July 24, 1992
SHAVAR DANIELS, APPELLANT, CURTIS DANIELS, APPELLANT
UNITED STATES, APPELLEE
Appeals from the Superior Court of the District of Columbia; (Hon. Warren R. King, Trial Judge)
Before Steadman and Schwelb, Associate Judges, and Kern, Senior Judge. Opinion for the court by Senior Judge Kern. Concurring opinion by Associate Judge Schwelb.
The opinion of the court was delivered by: Kern
KERN, Senior Judge: A jury convicted appellants Curtis and Shavar Daniels of first degree murder while armed (D.C. Code §§ 22-2401, -3202 (1989 Repl.)) and carrying a pistol without a license (D.C. Code § 22-3204 (a)). Appellants contend that the trial court abused its discretion when it permitted evidence of "other crimes" *fn1 to be admitted at trial against them. We affirm.
The thrust of appellants' argument is contained in the brief of appellant Curtis Daniels:
Because the government never established clear and convincing evidence that appellant committed the alleged drug crimes [the other crimes], because the other crimes evidence . . . proved only appellant's prior criminal relationship with the co-perpetrators of the charged offense, because the evidence had the effect of showing appellant's propensity to commit crime, and because it was vastly more prejudicial than probative, it should not have been admitted. The admission of this evidence deprived Curtis Daniels of a fair trial . . . . The trial court erred in refusing to voir dire the proffered witnesses to determine whether there was clear and convincing evidence that appellant committed the other crimes.
The events leading to the murder, according to the evidence, began on Fourth Street, Southeast, in mid-June of 1988. Rick Brannon ("Country Rick") argued with Artie Ragan, they began fighting, and Brannon punched Ragan in the mouth. When Hector Colon ("Whitey") learned of the fight, he became very angry with Brannon. On July 7th, while at the apartment of Helen Jeffries on 3rd Street Southeast, Colon, Sam Smith ("Guda") and appellants discussed what, if any, action should be taken against Brannon. Colon favored killing him, but the others may have argued against it. *fn2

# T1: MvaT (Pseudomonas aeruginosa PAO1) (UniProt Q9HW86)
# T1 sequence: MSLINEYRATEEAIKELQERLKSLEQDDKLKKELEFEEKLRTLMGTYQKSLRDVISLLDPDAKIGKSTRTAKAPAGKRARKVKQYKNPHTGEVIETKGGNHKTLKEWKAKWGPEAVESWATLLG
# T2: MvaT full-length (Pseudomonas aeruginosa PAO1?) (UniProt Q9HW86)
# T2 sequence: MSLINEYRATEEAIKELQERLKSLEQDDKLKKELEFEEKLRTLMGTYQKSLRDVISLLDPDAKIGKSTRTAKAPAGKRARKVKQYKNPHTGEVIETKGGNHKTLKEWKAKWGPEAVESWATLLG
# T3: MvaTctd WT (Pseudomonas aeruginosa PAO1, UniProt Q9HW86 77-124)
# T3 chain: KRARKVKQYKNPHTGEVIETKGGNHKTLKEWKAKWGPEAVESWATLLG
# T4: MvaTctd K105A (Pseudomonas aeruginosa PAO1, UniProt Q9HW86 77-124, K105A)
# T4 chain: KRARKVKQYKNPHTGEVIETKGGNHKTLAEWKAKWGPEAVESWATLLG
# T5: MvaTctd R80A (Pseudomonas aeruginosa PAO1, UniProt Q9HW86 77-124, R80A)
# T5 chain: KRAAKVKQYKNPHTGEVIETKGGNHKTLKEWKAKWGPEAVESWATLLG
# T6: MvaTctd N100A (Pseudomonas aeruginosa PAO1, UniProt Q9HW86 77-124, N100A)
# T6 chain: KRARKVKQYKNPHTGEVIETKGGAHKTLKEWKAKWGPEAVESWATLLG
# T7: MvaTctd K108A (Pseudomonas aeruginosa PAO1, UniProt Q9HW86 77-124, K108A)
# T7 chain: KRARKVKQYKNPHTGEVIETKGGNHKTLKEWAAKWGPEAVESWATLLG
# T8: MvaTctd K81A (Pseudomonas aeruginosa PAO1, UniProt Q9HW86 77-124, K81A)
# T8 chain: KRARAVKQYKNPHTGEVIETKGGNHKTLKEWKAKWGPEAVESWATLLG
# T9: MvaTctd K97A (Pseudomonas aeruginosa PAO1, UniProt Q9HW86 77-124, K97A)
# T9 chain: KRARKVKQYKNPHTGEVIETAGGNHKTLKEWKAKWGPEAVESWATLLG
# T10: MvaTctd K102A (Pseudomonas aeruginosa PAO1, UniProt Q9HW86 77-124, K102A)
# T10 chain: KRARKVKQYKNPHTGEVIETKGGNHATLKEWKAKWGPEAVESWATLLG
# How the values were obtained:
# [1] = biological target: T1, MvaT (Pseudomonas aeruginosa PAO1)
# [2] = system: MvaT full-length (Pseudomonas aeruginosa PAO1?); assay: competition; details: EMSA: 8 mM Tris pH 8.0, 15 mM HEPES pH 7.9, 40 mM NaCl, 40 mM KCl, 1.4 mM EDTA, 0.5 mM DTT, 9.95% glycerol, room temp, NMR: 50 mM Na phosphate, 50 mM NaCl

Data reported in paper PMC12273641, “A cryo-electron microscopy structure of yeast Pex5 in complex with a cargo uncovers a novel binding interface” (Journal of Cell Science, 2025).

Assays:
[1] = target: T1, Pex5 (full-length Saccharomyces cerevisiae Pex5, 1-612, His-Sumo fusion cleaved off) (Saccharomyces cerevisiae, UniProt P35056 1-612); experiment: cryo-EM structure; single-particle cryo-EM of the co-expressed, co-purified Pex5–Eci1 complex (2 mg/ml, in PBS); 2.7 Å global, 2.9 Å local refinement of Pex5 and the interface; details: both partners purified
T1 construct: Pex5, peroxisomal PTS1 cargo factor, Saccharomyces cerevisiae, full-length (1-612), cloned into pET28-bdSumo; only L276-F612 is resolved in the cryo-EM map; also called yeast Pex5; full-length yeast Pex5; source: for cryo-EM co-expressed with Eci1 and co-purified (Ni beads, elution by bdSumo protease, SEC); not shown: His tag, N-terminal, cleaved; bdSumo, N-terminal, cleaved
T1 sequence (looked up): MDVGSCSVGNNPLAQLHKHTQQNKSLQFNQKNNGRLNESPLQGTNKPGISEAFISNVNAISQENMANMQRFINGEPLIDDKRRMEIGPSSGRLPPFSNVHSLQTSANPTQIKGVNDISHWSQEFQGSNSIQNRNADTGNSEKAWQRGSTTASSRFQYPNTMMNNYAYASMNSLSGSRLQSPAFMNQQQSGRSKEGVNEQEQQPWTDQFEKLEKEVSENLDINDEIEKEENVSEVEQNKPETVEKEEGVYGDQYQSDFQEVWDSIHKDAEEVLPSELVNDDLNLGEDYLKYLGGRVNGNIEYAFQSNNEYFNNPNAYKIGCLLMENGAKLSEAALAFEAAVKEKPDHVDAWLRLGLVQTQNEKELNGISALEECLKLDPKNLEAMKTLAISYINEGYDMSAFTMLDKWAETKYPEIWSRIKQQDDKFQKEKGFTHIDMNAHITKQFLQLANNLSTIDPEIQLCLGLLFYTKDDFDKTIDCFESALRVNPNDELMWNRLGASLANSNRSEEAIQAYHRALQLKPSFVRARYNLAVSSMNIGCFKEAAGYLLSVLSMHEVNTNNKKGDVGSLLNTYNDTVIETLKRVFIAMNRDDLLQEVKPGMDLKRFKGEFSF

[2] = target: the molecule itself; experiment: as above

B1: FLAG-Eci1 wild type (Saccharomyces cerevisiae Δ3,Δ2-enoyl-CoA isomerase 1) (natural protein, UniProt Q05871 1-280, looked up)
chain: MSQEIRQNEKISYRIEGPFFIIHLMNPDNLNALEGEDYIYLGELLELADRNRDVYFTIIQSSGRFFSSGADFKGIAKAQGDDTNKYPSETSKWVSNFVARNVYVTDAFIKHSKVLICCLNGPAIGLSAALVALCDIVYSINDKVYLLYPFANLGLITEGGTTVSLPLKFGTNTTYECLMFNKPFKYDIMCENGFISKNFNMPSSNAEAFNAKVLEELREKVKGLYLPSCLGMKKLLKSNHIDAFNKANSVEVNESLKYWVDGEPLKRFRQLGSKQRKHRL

Later that day, Colon and these same men met again at a house on Seventh Street to discuss whether to kill Brannon. Ultimately, Colon, armed, left the apartment to find Brannon. Smith and appellants followed Colon and joined him on Sixth Street. They entered a parking lot on Fourth Street and saw a man who appeared to them to be Brannon ("Country Rick"). He had the same build and facial features as Rick Brannon and was wearing clothing and a hat similar to what Brannon usually wore. They started shooting at the man, who ran towards Third Street. They pursued him until he fell where he was shot again. Later, Smith told them that they had shot Rick Melson rather than the intended victim, Rick Brannon. Thus, although the assailants intended to kill Brannon, they ended up killing Melson.
Appellants were charged with the first degree murder of Melson. At trial, several individuals, who had witnessed different parts of the shooting and from different vantage points, testified as to what they had seen. Four different witnesses testified that one or the other or both appellants had committed the shooting *fn3 and one witness, who was a friend of appellants, acknowledged that they were present at the shooting of the victim. *fn4 Appellants generally denied committing the murder. In their defense, they presented evidence aimed at discrediting the government's witnesses and also conducted a vigorous cross-examination of these witnesses to discredit their testimony linking appellants to the crime.
The government timely argued to the trial court that appellants had been in a drug operation, evidence of which was admissible as other crimes evidence under the so-called Drew exception to show the motive of the alleged killers. *fn5 Hence, the government proffered to the court that certain witnesses would testify (1) that Shavar and Curtis were involved in Hector Colon's drug ring; (2) that the fight between Ragan, one of Colon's drug seller's, and Brannon, an independent drug dealer, was motivated by competition for drug territory; (3) that Colon's drug organization was using Helen Jeffries apartment on Third Street as a basis for operations and for preparation and storage of the crack cocaine; and (4) that appellants were involved in the Discussion with Colon, their boss, as to what should be done with Brannon. *fn6
Defense counsel objected and argued to the trial court that the government's proffer was inadequate in a number of respects and requested an evidentiary hearing for the court to voir dire the witnesses concerning the proffered evidence that appellants were members of Colon's drug ring. *fn7 The trial court refused to order such an evidentiary hearing.
At the pretrial hearing, after the government's proffer as to the "other crimes" evidence and appellants' responses, the trial court ruled that: